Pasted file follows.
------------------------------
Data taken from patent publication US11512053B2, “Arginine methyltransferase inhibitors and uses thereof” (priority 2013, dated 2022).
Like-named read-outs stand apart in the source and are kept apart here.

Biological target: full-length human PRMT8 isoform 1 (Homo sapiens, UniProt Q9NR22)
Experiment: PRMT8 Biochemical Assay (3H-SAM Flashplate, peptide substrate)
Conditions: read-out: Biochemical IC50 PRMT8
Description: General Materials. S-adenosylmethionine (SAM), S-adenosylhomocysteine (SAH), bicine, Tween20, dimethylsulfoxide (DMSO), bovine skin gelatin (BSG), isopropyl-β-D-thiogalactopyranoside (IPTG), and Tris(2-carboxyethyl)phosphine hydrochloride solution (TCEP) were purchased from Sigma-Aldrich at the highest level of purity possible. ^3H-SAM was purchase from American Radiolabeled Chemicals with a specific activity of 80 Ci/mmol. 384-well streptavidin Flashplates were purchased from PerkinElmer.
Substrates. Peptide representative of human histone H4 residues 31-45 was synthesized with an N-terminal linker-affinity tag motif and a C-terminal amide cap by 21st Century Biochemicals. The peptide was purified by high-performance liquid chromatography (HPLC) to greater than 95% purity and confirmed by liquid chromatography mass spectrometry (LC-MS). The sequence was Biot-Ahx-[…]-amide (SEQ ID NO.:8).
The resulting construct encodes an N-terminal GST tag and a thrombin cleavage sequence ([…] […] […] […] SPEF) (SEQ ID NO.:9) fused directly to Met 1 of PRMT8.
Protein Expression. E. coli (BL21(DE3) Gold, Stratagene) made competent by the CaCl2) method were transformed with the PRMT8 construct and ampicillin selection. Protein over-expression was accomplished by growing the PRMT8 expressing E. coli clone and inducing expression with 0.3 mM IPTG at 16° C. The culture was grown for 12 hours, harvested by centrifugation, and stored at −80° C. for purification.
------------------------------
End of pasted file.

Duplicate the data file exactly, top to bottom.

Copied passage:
Data taken from patent publication US11512053B2, “Arginine methyltransferase inhibitors and uses thereof” (priority 2013, dated 2022).
Like-named read-outs stand apart in the source and are kept apart here.

Biological target: full-length human PRMT8 isoform 1 (Homo sapiens, UniProt Q9NR22)
Experiment: PRMT8 Biochemical Assay (3H-SAM Flashplate, peptide substrate)
Conditions: read-out: Biochemical IC50 PRMT8
Description: General Materials. S-adenosylmethionine (SAM), S-adenosylhomocysteine (SAH), bicine, Tween20, dimethylsulfoxide (DMSO), bovine skin gelatin (BSG), isopropyl-β-D-thiogalactopyranoside (IPTG), and Tris(2-carboxyethyl)phosphine hydrochloride solution (TCEP) were purchased from Sigma-Aldrich at the highest level of purity possible. ^3H-SAM was purchase from American Radiolabeled Chemicals with a specific activity of 80 Ci/mmol. 384-well streptavidin Flashplates were purchased from PerkinElmer.
Substrates. Peptide representative of human histone H4 residues 31-45 was synthesized with an N-terminal linker-affinity tag motif and a C-terminal amide cap by 21st Century Biochemicals. The peptide was purified by high-performance liquid chromatography (HPLC) to greater than 95% purity and confirmed by liquid chromatography mass spectrometry (LC-MS). The sequence was Biot-Ahx-[…]-amide (SEQ ID NO.:8).
The resulting construct encodes an N-terminal GST tag and a thrombin cleavage sequence ([…] […] […] […] SPEF) (SEQ ID NO.:9) fused directly to Met 1 of PRMT8.
Protein Expression. E. coli (BL21(DE3) Gold, Stratagene) made competent by the CaCl2) method were transformed with the PRMT8 construct and ampicillin selection. Protein over-expression was accomplished by growing the PRMT8 expressing E. coli clone and inducing expression with 0.3 mM IPTG at 16° C. The culture was grown for 12 hours, harvested by centrifugation, and stored at −80° C. for purification.